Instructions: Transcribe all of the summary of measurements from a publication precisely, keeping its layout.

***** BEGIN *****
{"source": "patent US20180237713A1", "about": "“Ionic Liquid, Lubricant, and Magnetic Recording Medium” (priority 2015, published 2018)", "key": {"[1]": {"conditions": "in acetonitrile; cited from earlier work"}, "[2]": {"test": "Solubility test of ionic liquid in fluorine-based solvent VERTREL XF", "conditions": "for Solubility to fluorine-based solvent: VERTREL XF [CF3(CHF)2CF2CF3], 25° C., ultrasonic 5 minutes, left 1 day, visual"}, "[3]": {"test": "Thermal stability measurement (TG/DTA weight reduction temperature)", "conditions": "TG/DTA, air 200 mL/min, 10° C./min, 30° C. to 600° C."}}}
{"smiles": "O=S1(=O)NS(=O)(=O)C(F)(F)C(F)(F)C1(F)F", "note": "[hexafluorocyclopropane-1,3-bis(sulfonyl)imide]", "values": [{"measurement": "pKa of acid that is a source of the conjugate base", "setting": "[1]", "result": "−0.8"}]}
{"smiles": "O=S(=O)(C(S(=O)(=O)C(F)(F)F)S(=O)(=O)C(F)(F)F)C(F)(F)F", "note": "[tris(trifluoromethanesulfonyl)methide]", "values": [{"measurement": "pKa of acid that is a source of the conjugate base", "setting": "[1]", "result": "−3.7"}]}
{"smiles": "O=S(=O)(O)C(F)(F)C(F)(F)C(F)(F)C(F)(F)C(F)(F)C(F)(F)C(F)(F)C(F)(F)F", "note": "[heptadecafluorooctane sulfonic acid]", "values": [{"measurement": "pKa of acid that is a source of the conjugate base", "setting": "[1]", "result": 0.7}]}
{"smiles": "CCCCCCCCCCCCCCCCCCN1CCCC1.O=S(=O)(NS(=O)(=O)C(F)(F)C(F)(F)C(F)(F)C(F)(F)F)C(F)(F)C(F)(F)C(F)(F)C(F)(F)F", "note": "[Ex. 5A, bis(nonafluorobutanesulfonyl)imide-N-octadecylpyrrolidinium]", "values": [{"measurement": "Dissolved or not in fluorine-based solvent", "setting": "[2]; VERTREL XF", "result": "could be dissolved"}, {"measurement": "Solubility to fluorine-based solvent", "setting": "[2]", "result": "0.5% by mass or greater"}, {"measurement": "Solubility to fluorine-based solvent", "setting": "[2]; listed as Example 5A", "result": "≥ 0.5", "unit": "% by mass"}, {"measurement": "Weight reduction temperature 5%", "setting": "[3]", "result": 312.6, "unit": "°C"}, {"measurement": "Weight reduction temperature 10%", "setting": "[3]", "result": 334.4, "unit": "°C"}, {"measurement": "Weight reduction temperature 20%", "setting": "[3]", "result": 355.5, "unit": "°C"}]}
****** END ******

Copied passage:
{"source": "patent US20180237713A1", "about": "“Ionic Liquid, Lubricant, and Magnetic Recording Medium” (priority 2015, published 2018)", "key": {"[1]": {"conditions": "in acetonitrile; cited from earlier work"}, "[2]": {"test": "Solubility test of ionic liquid in fluorine-based solvent VERTREL XF", "conditions": "for Solubility to fluorine-based solvent: VERTREL XF [CF3(CHF)2CF2CF3], 25° C., ultrasonic 5 minutes, left 1 day, visual"}, "[3]": {"test": "Thermal stability measurement (TG/DTA weight reduction temperature)", "conditions": "TG/DTA, air 200 mL/min, 10° C./min, 30° C. to 600° C."}}}
{"smiles": "O=S1(=O)NS(=O)(=O)C(F)(F)C(F)(F)C1(F)F", "note": "[hexafluorocyclopropane-1,3-bis(sulfonyl)imide]", "values": [{"measurement": "pKa of acid that is a source of the conjugate base", "setting": "[1]", "result": "−0.8"}]}
{"smiles": "O=S(=O)(C(S(=O)(=O)C(F)(F)F)S(=O)(=O)C(F)(F)F)C(F)(F)F", "note": "[tris(trifluoromethanesulfonyl)methide]", "values": [{"measurement": "pKa of acid that is a source of the conjugate base", "setting": "[1]", "result": "−3.7"}]}
{"smiles": "O=S(=O)(O)C(F)(F)C(F)(F)C(F)(F)C(F)(F)C(F)(F)C(F)(F)C(F)(F)C(F)(F)F", "note": "[heptadecafluorooctane sulfonic acid]", "values": [{"measurement": "pKa of acid that is a source of the conjugate base", "setting": "[1]", "result": 0.7}]}
{"smiles": "CCCCCCCCCCCCCCCCCCN1CCCC1.O=S(=O)(NS(=O)(=O)C(F)(F)C(F)(F)C(F)(F)C(F)(F)F)C(F)(F)C(F)(F)C(F)(F)C(F)(F)F", "note": "[Ex. 5A, bis(nonafluorobutanesulfonyl)imide-N-octadecylpyrrolidinium]", "values": [{"measurement": "Dissolved or not in fluorine-based solvent", "setting": "[2]; VERTREL XF", "result": "could be dissolved"}, {"measurement": "Solubility to fluorine-based solvent", "setting": "[2]", "result": "0.5% by mass or greater"}, {"measurement": "Solubility to fluorine-based solvent", "setting": "[2]; listed as Example 5A", "result": "≥ 0.5", "unit": "% by mass"}, {"measurement": "Weight reduction temperature 5%", "setting": "[3]", "result": 312.6, "unit": "°C"}, {"measurement": "Weight reduction temperature 10%", "setting": "[3]", "result": 334.4, "unit": "°C"}, {"measurement": "Weight reduction temperature 20%", "setting": "[3]", "result": 355.5, "unit": "°C"}]}